• Lady Carol – Lost & Found (5:20 p.m. Monday)
    • Nish Kumar – Ruminations on the Nature of Subjectivity (7:15 p.m. Monday)
    • Paul Ricketts – Paul Ricketts’ West End Story* (9 p.m. Monday)
    • Joey Page – This Is Not A Circus (10:45 p.m. Monday)
    • Tony Law – Enter the Tonezone (12:10 p.m. Tuesday)
    • Andrew O’Neill – Mindspiders** (5:15 p.m. Tuesday)
    • James Acaster – Recognise (8 p.m. Tuesday)

* In spite of the enormous stack of flyers I collected during my time in Edinburgh, this was the only show for which flyering drew me in. The trouble was that a lot of the shows that sounded intriguing interfered with things I was already seeing, but this came along at the perfect time, and was very good besides.

** Yes, I went to see this a second time. It was free, it’s an absolutely excellent show, and he’s one of the best people I know…!

So… yeah. Kept myself busy enough, I guess!

It’s a lovely fact of life that, although time seems more often than not to be advancing at exactly the wrong pace, every now and then when you want four days to feel like an eternity, it does. This was the case with Edinburgh. Even now, a week after getting home, my mind boggles to think of how that massive adventure was compressed into such a short time. Maybe it was the long days, maybe it was the number of familiar and wonderful faces I saw, and maybe it was the sense of freedom. Maybe it was all three, and the fact that I managed to amaze myself. What? Yes, I did!

Because, you see, on my first night in Edinburgh I found myself with a couple of hours to kill between shows, and I shifted the schedule I’d made slightly. Instead of going to see Stuart Black on the Tuesday night, as I’d originally intended, I decided to go see him right then, at 10 p.m. on Saturday. His show is terrific (I’m not even going to try and delve into reviewing anyone’s show; I loved everything I saw because I went to see the people I like, and there are only so many positive adjectives out there), and speaking to him afterwards he asked what I was doing the next afternoon at 2:30. I said I didn’t know yet and he, knowing very well how badly I’d been wanting to try comedy, told me he was co-running a lineup show in the afternoons, and that I should come and do five minutes. And maybe it was because I was deliriously tired, and maybe it was because I was far away from home, but I said I would. In the hours that followed I thought about it a lot, and felt excited and terrified and wondered if I could still cancel. I had been handed an opportunity, though, and I knew I’d be a complete idiot to pass it up.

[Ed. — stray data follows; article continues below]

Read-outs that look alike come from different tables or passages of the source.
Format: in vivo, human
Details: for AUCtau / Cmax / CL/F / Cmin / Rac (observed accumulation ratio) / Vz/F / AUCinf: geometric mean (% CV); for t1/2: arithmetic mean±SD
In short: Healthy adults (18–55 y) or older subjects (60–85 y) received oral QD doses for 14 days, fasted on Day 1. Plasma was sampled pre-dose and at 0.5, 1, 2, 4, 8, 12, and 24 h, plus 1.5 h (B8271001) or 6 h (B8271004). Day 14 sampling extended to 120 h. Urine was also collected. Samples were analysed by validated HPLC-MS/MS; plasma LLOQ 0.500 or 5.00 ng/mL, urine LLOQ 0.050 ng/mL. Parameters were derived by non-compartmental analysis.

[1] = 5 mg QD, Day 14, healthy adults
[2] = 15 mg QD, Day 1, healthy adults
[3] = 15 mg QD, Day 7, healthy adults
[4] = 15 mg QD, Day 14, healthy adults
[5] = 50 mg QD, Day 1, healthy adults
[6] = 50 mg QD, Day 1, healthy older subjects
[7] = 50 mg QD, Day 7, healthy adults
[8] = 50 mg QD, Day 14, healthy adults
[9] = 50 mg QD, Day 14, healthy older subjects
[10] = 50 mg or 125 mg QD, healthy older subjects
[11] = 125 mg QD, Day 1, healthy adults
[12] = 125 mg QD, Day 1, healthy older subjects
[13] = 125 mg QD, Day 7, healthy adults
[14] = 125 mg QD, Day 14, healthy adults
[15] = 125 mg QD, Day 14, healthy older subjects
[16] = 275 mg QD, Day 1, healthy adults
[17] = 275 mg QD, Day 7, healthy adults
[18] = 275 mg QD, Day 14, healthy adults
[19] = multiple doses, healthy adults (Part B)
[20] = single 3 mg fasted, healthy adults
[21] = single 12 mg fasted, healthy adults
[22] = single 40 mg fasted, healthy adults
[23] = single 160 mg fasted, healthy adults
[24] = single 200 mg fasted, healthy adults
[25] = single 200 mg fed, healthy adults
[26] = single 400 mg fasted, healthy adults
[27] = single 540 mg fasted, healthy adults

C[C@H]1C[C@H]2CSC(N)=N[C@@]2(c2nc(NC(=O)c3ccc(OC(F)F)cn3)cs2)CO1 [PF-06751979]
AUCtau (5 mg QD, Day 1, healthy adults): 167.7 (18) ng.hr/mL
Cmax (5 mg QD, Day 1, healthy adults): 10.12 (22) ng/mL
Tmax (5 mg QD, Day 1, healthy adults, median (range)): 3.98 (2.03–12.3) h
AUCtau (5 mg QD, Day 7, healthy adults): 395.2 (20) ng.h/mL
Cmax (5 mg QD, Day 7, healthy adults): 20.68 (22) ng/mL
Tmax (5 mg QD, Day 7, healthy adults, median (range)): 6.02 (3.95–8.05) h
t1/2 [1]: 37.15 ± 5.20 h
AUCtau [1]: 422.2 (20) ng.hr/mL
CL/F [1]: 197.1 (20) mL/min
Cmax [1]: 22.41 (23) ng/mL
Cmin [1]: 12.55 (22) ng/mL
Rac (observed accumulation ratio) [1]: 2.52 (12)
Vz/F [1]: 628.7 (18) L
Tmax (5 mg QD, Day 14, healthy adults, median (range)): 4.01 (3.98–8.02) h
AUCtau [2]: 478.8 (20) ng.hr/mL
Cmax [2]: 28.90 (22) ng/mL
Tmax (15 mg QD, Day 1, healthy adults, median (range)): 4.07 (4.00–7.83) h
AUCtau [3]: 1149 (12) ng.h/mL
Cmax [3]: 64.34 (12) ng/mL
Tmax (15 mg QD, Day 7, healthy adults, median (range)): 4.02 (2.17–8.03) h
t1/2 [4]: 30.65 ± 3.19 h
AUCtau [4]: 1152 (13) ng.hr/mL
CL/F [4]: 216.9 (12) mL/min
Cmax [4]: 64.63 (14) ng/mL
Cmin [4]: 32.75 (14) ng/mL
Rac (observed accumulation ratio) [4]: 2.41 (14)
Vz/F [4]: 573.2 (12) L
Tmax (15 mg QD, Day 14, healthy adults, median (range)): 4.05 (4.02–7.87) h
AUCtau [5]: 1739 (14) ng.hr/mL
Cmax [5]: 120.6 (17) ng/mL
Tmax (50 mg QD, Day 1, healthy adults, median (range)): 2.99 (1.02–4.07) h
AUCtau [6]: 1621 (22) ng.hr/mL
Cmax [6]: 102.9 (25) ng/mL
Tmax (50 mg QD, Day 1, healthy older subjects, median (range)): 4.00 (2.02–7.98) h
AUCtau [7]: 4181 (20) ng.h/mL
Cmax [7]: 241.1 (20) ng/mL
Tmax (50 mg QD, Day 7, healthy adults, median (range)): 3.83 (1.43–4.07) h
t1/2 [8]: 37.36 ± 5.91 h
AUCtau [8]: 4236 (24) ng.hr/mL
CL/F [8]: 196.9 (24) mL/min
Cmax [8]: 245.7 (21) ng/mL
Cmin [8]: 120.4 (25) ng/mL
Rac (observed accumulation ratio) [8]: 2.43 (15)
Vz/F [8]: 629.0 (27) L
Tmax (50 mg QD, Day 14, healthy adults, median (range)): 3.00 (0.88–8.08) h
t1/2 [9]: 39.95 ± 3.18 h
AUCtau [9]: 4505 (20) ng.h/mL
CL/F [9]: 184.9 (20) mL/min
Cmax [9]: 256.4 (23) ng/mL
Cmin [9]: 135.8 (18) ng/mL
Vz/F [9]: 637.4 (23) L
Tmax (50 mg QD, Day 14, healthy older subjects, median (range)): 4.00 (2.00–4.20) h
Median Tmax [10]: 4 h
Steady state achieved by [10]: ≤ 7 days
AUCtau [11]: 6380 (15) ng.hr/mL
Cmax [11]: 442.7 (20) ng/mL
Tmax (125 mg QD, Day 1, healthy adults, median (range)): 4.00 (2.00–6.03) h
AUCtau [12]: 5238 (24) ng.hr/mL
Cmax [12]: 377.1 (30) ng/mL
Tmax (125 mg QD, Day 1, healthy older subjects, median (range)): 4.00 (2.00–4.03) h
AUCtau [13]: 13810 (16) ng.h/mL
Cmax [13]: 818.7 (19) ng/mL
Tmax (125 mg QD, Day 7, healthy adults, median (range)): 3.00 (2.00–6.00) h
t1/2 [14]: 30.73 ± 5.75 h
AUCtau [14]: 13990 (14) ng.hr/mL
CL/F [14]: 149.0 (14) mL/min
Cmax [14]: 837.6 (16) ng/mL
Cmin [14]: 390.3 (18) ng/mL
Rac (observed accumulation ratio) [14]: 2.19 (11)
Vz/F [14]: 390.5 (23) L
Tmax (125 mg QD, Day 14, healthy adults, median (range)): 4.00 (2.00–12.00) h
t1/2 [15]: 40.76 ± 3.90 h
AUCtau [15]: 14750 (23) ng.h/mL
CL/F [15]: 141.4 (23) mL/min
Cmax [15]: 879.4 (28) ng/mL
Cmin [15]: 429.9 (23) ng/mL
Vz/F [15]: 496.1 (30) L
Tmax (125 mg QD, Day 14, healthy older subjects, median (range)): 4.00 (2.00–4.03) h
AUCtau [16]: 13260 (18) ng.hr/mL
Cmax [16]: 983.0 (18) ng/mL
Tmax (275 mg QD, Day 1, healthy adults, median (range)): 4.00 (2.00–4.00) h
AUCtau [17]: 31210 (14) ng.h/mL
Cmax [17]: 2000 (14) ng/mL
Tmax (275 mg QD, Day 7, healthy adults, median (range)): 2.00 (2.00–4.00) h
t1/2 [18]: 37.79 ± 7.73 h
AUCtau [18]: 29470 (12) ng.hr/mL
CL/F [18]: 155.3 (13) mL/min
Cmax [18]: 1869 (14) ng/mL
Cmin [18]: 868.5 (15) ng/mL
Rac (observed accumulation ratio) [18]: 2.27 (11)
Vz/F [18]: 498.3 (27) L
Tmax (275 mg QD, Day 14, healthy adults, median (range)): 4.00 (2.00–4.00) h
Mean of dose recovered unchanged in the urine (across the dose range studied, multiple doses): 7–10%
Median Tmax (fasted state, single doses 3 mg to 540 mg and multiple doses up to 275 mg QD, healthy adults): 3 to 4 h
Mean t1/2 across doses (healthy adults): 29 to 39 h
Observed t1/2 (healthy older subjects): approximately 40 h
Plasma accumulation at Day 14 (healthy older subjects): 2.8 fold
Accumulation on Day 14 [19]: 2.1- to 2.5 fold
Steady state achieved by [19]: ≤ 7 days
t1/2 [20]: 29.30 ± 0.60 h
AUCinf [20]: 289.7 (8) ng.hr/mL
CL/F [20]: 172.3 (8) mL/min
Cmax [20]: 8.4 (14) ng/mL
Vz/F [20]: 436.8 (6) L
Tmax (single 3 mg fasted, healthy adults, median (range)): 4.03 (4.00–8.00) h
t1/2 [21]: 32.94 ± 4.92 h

On that Sunday morning I woke up early, having had an outfit planned even before I realised that I was going to make a small roomful of people look at me. I spent time getting ready, then ran to Starbucks with less than an hour to go and my notebook full of silly comedy ideas I’d been assembling for… oh, about a year? I made a setlist, with no idea of whether or not it’d actually be the required five minutes, and then I rushed to The Counting House, through the always-crowded staircases to this little black-painted room a couple of storeys up called The Lounge, and I showed up a few minutes late (oops) and I snuck into the room and waved hello to Stuart. He whispered to the host Imaan and then gave me thumbs up, and Imaan told me when I’d be on, and my stomach felt like it was upside down but I nodded yes, clung tightly onto my hastily-scribbled notes. And then Imaan brought me on (he’d asked me my last name but “Ewing-Burgesse” seemed too much to explain in a whisper while an act was on, so I told him just to say “Leslie”; I’ll figure the rest of it out later), told the audience it was my first gig and they applauded tremendously and magnificently, and I was onstage in front of what was a small room, definitely, but it was still a room full of mostly people I’d never seen before in my life, and I was saying things out loud that I’d written and worried about. And they laughed. A lot.

In the end I probably did closer to seven or eight minutes, having looked at the time on my phone when I started and then promptly forgotten to check ever again. The ending of my set sort of fizzled out, mainly because I didn’t write one and I just nervously stated “that’s all I’ve got, thank you,” but then I was met with that same overwhelming wave of applause and I felt so relieved and so overwhelmed. I was the last act of the show, and as the audience members filed out a number of them said encouraging things to me (one even said I was a “natural”), and it was really, really amazing.